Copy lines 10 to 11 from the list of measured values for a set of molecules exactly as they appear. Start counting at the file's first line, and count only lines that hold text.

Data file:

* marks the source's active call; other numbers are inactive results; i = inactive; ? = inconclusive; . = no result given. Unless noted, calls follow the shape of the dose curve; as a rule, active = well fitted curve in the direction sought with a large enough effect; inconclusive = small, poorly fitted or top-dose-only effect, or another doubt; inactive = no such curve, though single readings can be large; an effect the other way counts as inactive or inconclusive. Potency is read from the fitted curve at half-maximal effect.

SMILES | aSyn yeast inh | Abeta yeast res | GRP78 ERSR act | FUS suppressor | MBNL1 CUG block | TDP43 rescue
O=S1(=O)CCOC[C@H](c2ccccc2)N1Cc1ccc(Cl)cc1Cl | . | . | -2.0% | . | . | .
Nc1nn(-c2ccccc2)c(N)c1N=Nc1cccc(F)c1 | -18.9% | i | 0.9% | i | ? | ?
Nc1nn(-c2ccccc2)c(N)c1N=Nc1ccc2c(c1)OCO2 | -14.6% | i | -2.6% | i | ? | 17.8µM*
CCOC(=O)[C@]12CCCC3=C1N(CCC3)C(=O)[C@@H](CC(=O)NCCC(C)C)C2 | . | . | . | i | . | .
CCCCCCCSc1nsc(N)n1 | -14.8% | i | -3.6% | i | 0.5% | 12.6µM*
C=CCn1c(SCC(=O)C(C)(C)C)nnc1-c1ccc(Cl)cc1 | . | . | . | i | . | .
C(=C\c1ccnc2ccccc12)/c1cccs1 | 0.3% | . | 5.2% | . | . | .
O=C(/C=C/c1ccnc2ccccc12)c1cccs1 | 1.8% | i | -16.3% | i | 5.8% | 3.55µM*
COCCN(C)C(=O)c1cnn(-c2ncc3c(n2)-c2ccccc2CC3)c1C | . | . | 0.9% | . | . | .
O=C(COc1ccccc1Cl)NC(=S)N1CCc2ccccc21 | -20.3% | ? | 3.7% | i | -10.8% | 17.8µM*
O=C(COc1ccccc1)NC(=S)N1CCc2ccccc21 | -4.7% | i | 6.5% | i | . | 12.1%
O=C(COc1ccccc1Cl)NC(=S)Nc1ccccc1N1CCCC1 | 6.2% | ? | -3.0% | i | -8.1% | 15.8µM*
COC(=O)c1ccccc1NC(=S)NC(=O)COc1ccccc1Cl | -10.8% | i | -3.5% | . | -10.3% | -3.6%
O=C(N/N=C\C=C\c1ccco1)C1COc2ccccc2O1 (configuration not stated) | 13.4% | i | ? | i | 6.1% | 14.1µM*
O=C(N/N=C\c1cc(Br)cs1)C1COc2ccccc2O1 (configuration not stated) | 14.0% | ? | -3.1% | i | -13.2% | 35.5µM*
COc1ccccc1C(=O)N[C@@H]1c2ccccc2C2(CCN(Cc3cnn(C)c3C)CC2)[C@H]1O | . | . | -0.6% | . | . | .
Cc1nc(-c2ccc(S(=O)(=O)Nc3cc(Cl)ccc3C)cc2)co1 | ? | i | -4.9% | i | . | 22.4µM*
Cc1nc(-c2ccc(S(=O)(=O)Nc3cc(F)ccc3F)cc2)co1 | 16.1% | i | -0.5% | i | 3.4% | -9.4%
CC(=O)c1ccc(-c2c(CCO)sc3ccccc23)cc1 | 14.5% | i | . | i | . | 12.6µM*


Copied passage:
O=C(/C=C/c1ccnc2ccccc12)c1cccs1 | 1.8% | i | -16.3% | i | 5.8% | 3.55µM*
COCCN(C)C(=O)c1cnn(-c2ncc3c(n2)-c2ccccc2CC3)c1C | . | . | 0.9% | . | . | .